When it’s time for you to begin making plans for the care of your ageing loved one, you may feel overwhelmed. There are so many things you’ll have to organise and provide. They may have mobility issues, medication to track, and camay need full or partial assistance in everyday activities.
It is also critical to consider their individual preferences, as well as your capability as a caregiver to meet their needs.
When deciding what living arrangements will suit your loved one, consider their overall health and assistance needs.
Not every care option available is appropriate for every individual requiring care. Finding the correct situation will decrease your stress as a caregiver significantly.
Nursing homes are most suitable for ageing individuals needing daily skilled medical care, supervision and extensive assistance. They help with most tasks related to personal care, eating, and moving.
Retirement communities are tailored to seniors that require less daily care and prefer a more active and social lifestyle. Often, these communities offer security, organised events and laundry service. They also feature other amenities such as pools, gyms, or a clubhouse, much like apartment living.
Living and receiving care at home is often preferred by seniors who enjoy the comfort and familiarity. Ageing seniors may either live on their own, with you, or another family member if the distance isn’t an issue, and if they are receptive to it. At-home care, in any case, is often more affordable and personalised and therefore preferred.
Managing at home care
When you’ve decided that home care is the best option, many things must be coordinated for the most successful care situation.
Consider first whether you or another family member will be able to provide the consistent help they need. Or decide whether you will need to employ a caregiver.
If you are taking responsibility for coordinating care, you will also need to manage financial aspects related to care, insurance and protocols for emergency matters.
If your loved one has mobility issues, you need to provide equipment that can ensure their safety and ease the burden of daily activities. This can include handrails and comfortable step-in showers. Don’t neglect even something as simple as notifying their pharmacist that they require non-childproof lids for their medications.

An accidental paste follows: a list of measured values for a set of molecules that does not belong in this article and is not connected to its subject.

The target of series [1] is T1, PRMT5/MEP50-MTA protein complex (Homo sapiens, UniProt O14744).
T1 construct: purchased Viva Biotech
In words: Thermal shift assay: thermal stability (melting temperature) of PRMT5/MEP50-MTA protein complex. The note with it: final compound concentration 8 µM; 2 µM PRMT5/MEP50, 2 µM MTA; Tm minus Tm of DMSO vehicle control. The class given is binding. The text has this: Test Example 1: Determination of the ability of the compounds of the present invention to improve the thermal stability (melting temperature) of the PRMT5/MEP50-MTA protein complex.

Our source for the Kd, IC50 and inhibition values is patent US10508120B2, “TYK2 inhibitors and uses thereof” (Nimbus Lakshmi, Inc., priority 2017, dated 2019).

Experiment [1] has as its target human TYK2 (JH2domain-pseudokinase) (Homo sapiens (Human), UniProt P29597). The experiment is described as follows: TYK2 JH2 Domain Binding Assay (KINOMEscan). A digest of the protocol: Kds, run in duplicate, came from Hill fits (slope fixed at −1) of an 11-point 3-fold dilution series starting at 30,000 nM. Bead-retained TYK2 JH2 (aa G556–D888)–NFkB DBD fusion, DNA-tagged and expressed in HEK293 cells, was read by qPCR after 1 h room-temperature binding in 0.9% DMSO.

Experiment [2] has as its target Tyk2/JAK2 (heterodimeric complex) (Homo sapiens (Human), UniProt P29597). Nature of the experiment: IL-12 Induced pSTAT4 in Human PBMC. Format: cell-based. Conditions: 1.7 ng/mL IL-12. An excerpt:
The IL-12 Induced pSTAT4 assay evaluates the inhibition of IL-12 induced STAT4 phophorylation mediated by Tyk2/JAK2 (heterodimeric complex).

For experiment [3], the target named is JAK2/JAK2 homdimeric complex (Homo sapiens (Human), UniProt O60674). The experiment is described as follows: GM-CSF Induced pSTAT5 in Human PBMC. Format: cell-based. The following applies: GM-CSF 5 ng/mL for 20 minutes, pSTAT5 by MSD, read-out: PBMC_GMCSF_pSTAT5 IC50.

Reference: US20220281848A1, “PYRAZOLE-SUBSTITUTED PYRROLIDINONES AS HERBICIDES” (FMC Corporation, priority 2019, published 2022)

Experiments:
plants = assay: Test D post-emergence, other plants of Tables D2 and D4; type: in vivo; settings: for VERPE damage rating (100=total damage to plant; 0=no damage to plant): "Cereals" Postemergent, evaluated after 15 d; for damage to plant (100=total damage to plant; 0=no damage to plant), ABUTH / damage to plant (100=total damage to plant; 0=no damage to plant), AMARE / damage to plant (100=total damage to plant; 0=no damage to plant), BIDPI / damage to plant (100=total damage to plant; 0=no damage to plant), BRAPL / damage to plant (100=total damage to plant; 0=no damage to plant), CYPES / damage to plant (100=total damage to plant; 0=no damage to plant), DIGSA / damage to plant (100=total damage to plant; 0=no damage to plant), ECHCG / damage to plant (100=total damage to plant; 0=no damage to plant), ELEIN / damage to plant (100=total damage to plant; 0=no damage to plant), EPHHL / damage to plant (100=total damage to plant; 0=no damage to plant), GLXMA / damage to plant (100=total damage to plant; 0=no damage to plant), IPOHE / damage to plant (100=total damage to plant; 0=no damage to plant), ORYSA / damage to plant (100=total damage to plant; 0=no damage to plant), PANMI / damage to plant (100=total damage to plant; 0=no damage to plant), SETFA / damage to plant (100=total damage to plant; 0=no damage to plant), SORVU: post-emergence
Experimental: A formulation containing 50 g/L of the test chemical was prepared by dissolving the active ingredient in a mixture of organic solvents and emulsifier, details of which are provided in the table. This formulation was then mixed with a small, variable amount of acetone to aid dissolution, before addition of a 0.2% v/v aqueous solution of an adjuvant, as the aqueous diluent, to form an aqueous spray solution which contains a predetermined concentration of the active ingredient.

Assess their capability to complete essential tasks:
ADLs, or activities of daily living, are tasks that many of us in good health take for granted. For an ageing senior though, these can be a regular burden and source of frustration.
ADLs include tasks such as personal hygiene, toileting, bathing and dressing. It also includes being able to feed themselves, and being able to get up from a seated or lying position.
In addition to ADLs, other less essential tasks can still impact your loved one’s capacity for independence.
These are known as IADLs or instrumental activities of daily living. IADLs include tasks like grocery shopping, meal preparation, managing their finances, housekeeping, taking medication, and independently keeping up with communications.
Some seniors may be able to complete the tasks in full, in part, or not at all. It’s vital to assess their capabilities honestly and needs to ensure you organise the right care for them.
Making arrangements for care
You may be able to provide partial support for your loved one’s attention. But working adults find it nearly impossible to take on the burden of full-time care by themselves. In many cases, it’s essential to hire a caregiver.
After you determine your loved one’s individual needs, it’s time to find the right care worker. Remember, communication is critical. Be clear about all of your loved one’s needs, medical issues, and protocols for emergency situations.
The caregiver you bring into your lives should be capable, knowledgeable and someone you both are comfortable with and trust.
Some care agencies like the Supercarers Service allow families to meet and interview caregivers before hire. Do note that many care agencies provide care workers for a fixed fee. Unfortunately, this means that the senior and family aren’t able to meet the care worker ahead of time. Therefore, there’s the risk of getting an inexperienced worker or merely an ill fit. Make sure the caregiver you choose will enhance your loved one’s quality of life.
It can be overwhelming when it’s your responsibility to oversee your elderly parents or family’s care. Finding a good caregiver will lighten your load considerably. A little assistance throughout the day will enhance both of your lives and relationships. When the burden of full-time caregiving is eased, it allows both parties a higher standard of living.